The Rubus genus delights us with between 250 to 700 different species because of its ease of hybridization. This grouping includes diverse cultivars of blackberries, raspberries, loganberries, and boysenberries and is part of the rose family.
This is a hardy plant that could become a nuisance and does spread to the wild. It can be propagated through suckering, layering, or seeds. Modern cultivars without thorns are available, especially through the pioneering breeding program at the University of Arkansas. There are erect, semi-erect, and trailing cultivars which require different cultural practice.
The berries from this genus have supplied humanity with fruit long before written history evidenced by stone age fossils of this herb found. This herb was noted by the Greeks and Romans as an excellent source of food and medicine. China and India have also used Rubus pp. for traditional medicinal purposes. The leaves are also used in modern decoctions and teas. Traditionally, those teas have been used to treat ulcers, mouth sores, nausea and more. The Bramble has also been used to protect livestock as a living fence.
During Medieval times, the berries were juiced and used to illustrate manuscripts and as a colorant for paintings. The berries were so precious that only the wealthy could afford to include them in their diet. This brought about their cultivation which began in England in the 13th century.
Those who settled the Americas brought the European herbal traditions with them and used the berries medicinally. Today, we appreciate the antiviral, antiallergenic, and other properties of these healthful berries and their leaves. ~~ Reni Erskine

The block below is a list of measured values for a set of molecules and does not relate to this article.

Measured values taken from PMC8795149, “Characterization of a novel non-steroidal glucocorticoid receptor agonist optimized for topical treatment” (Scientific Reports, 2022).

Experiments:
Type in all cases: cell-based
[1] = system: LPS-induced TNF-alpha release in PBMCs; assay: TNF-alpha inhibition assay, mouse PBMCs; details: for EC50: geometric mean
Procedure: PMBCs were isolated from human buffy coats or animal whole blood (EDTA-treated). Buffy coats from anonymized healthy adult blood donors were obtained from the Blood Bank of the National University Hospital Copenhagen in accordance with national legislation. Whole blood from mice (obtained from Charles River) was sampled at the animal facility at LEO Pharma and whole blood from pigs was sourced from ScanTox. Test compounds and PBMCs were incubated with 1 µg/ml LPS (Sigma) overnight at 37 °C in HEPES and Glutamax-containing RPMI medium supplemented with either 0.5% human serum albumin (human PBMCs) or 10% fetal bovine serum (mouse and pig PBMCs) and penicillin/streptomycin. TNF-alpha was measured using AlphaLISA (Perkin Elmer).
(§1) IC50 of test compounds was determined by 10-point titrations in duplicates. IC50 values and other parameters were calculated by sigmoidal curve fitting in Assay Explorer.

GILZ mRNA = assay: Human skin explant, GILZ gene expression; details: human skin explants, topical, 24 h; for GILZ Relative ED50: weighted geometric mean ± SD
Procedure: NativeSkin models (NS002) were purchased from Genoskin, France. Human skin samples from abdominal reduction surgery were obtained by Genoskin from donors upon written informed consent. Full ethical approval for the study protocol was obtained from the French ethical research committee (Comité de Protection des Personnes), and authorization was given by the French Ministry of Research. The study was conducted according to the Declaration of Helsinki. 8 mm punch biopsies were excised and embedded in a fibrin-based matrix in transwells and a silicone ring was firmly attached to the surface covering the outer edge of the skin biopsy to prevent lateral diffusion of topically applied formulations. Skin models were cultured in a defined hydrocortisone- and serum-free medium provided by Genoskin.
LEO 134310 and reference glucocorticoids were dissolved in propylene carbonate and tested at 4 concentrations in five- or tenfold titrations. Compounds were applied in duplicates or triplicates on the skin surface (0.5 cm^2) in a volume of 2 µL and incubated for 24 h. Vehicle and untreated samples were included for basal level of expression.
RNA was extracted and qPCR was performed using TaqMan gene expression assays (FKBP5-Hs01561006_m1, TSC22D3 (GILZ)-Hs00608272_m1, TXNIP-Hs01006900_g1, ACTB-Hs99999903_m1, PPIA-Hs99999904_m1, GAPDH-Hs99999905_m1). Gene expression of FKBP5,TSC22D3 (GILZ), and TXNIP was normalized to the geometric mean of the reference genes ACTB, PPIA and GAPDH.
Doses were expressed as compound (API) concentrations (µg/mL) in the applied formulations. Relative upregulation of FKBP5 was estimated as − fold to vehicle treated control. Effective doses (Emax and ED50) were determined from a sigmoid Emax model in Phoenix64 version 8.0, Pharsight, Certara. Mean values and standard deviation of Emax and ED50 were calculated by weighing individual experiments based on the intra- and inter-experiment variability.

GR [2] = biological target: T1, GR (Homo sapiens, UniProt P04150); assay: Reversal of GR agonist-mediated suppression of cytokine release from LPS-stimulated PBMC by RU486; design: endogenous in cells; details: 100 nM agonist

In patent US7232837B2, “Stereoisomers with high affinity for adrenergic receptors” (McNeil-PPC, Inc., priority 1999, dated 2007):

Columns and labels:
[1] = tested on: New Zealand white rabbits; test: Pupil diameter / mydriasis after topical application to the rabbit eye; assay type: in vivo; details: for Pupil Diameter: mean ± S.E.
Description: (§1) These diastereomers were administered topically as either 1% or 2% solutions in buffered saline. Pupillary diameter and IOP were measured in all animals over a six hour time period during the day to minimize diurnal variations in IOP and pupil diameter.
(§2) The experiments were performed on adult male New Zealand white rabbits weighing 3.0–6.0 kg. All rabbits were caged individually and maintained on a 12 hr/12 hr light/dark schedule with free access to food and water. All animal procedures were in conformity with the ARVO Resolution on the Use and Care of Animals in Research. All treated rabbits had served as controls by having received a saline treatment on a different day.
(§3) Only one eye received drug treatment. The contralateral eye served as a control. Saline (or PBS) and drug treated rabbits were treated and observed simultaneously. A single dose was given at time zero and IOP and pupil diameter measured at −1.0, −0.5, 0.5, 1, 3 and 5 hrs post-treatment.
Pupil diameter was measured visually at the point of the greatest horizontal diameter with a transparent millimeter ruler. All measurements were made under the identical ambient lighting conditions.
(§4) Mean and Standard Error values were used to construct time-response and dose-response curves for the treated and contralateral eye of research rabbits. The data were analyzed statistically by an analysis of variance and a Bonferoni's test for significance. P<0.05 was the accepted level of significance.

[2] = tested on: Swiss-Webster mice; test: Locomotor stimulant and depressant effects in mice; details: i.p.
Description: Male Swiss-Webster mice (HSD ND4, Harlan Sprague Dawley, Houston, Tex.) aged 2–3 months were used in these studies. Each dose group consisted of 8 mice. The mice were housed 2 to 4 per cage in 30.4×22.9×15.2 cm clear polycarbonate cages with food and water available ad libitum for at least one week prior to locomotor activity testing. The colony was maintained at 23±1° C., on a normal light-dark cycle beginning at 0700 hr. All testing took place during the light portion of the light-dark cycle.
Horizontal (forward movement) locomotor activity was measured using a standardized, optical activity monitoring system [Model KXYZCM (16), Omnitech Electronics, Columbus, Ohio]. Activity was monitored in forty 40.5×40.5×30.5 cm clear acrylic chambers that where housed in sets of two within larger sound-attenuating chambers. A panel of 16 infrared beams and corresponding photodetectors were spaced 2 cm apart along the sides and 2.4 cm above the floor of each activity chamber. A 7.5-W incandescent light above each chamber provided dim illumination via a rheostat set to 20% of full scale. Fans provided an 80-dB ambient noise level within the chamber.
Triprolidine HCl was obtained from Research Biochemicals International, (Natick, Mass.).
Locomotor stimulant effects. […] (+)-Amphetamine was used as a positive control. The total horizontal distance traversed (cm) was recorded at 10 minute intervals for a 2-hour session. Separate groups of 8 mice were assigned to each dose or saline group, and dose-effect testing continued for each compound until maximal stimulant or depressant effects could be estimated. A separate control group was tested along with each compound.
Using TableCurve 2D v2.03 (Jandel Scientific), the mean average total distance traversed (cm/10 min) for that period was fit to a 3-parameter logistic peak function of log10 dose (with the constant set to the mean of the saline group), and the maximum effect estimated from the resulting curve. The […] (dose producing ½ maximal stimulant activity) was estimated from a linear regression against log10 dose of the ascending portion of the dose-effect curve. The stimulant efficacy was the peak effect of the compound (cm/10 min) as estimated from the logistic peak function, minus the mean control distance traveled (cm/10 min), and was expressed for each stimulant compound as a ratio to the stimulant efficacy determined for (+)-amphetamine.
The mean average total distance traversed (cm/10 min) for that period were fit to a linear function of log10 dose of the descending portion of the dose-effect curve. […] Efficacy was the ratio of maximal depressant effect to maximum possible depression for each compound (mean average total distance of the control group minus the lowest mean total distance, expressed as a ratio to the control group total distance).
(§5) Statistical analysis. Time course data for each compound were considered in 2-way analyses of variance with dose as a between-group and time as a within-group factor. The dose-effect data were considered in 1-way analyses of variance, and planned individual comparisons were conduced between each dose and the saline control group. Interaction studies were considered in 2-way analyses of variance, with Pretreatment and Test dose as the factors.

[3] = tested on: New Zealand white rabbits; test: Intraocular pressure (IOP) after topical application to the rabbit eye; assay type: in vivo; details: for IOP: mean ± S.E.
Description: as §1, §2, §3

Bramble fruit is so very versatile and can be added impromptu to many culinary creations such as muffins, crumbles, or even salad! Give it a try with some of your favorite combinations.
Use ripe blackberries from your favorite thicket. The amounts can vary. Place washed berries into a stainless steel pan with some water, 1/2 to 1 cup, and allow them to come to a light simmer.
You also have the option of thickening the sauce with 1 tablespoon of cornstarch mixed with water and/or adding lemon juice from one lemon.
Add sugar to taste, beginning with ½ cup. The riper and sweeter the berries, the less sugar that is required.
At this point, you can decide to remove the seeds by working your mixture through a sieve.
Adding lemon zest from one lemon is an option.
Explore some of the above options and make this recipe your own! This sauce is wonderful on pancakes, pound cake, cheesecake, or ice cream. ~~ Reni Erskine
Loosely fill a glass mason jar with raspberries.
Add white wine vinegar, covering the fruit.
Use a plastic screw-on lid that will not degrade from the acid.
Place in a dark place for at least one week to macerate.
Strain and decant into a lovely clear bottle that you label.
~~ Reni Erskine